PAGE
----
We all know about factoring a car payment and the insurance cost into purchasing a vehicle. But do we think about fuel? About whether ‘To shift, or not to Shift?’? What about Electric Vehicles? Well, we’ve heard your calls for more information (psychically, of course), so here you go!
Understanding Gas Prices
Internal combustion engines move most things in our society. The price of gasoline can dictate everything from your weekly grocery budget to whether or not you can afford a trip to the beach. Have you ever wondered where gas comes from and why its price fluctuates so much? It’s an enormous topic that you could spend years studying, but here’s a primer that will help you get the gist of it.
Gasoline and Oil
Over the long term (10 or more years), changes in the price of crude oil foreshadow proportional changes in the price of gasoline with a very high degree of accuracy. For example, if the price of oil spikes, the price of gasoline will probably jump soon too. This is because gasoline is derived directly from crude oil in a process called “fractional distillation.” In fractional distillation, crude oil is heated at different temperatures, so that as each component vaporizes, it may be collected separately, in a pure form. For each 42-gallon barrel of crude oil, 19 gallons of gasoline can be collected. Because crude oil is an actively traded commodity, gas prices change constantly to ensure that suppliers will be able to replace what they sell.
The Price of Oil
Crude oil is one of the most useful and widely demanded commodities in the modern world. Naturally, it follows that at an international level, the business of oil production and distribution can get political pretty quickly. Trade agreements and cultural disagreements between countries can cause dramatic price movements.
One of the major determinants of the price of oil is production levels from the Organization of the Petroleum Exporting Countries (OPEC). Together, OPEC nations account for more than twice the oil production of either the United States or Russia, the next two largest producers. Historically, this has allowed OPEC to strongly influence (if not dictate) the price of oil by adjusting production targets. However, in recent years, alternative sources of oil, like shale, have loosened OPEC’s market control.
From Station to Station
You may have noticed that the price of gas varies from one city to the next ¾ or even from one mile of road to another. This is because gas stations are often owned and/or operated independently and are able to set prices as they please. There are many factors that affect an individual station’s pricing strategy, but the main drive is the overall profit of the station. Convenience products sold inside the station generally yield a much higher margin than gasoline, so gas prices are set lower than the nearby competition in order to attract more business. However, prices set too low may cause a serious loss if the supply price spikes. In general, the idea is to set the price as high as possible while keeping it lower than “the other guy.”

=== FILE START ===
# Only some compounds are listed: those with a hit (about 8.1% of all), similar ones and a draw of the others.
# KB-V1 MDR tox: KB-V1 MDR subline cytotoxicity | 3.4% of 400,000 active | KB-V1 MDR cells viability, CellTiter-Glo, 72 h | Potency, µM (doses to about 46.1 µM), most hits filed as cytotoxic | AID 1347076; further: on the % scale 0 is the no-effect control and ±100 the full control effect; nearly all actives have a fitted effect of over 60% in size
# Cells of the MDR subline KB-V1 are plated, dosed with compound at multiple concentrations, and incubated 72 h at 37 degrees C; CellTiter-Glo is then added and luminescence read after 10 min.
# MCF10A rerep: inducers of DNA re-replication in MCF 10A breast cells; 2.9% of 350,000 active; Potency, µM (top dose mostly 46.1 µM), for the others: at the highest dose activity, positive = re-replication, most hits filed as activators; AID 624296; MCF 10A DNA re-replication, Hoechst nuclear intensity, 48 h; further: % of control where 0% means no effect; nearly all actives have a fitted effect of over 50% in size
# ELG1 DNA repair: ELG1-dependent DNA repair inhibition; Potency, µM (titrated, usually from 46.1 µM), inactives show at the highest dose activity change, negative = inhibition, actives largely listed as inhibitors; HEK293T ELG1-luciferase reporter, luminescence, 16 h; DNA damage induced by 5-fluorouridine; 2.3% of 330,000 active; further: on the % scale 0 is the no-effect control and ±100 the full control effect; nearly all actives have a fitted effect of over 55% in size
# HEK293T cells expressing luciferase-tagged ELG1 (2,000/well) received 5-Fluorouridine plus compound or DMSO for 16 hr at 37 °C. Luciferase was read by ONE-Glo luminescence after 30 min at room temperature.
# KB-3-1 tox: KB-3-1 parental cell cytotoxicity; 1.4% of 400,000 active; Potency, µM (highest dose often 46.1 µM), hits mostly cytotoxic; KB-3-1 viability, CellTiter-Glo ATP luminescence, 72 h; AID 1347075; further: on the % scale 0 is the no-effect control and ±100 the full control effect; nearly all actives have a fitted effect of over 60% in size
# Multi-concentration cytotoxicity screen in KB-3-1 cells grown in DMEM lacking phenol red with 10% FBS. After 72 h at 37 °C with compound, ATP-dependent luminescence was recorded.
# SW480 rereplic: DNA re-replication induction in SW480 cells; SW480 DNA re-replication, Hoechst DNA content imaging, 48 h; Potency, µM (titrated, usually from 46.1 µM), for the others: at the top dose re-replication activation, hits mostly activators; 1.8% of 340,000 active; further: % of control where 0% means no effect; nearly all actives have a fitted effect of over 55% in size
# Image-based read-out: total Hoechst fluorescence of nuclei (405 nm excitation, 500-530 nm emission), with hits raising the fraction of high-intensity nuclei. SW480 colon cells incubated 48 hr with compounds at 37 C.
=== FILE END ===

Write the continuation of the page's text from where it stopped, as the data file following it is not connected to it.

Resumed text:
You may wonder, “If stations are owned independently, then why do I see the same handful of gasoline brands everywhere I go?” The answer is that, while stations are independently owned and/or operated, they frequently sign exclusive, multiyear supply contracts with a particular brand. In return, a station generally receives marketing help, property improvements, and an assured supply in times of shortage.
Can You Hedge Against the Price of Gas?
Major industries use financial instruments like RBOB gasoline futures to “lock-in” their gasoline expense for the year and protect their balance sheets from dramatic swings in price. Unfortunately for an individual consumer, a single standard contract is for 42,000 gallons¾a lot more than your household will consume in a year. There are some hedging options for retail-level consumers, like buying shares in a gasoline ETF, but doing so will tie up money you could keep in better investments. Your best bet to protect against changing gasoline prices is probably to just budget for the worst-case scenario and hope for the best.
Manual vs Automatic Transmissions
Plenty of automobile buffs will tell you that cars with manual transmissions are superior in every way. However, the truth is that automatic transmissions might be just as good. So, which route should you take when buying your next vehicle
Like bicycles, cars employ a set of gears to achieve maximum efficiency from the engine at different speeds. However, switching gears at high speeds in a machine as complex as a car isn’t as simple as “jumping” a chain from one gear to another. There are two solutions: Manual transmissions rely on a human’s precise timing and ability to “feel” the gears to make the shift. Automatics rely on fluid dynamics and complex “planetary” gear systems to gradually transfer between different amounts of torque.
Price and Costs
Due to their relatively simple construction, manual transmissions cost less to buy, repair and replace than automatic transmissions. But they can be a double-edged sword. For drivers who know how to shift gears correctly, a manual may be less likely to break in the first place. However, inexperienced drivers who don’t learn proper shifting technique can quickly cause a significant amount of damage to a manual transmission.
In the past, manual transmissions consistently achieved better gas mileage than automatics, due to automatics losing some efficiency to the fluid mechanics of a torque converter. However, modern automatics employ sophisticated sensors and computers to establish a solid connection when appropriate and minimize inefficiency. Which means that some automatics are actually more efficient than corresponding manual transmissions.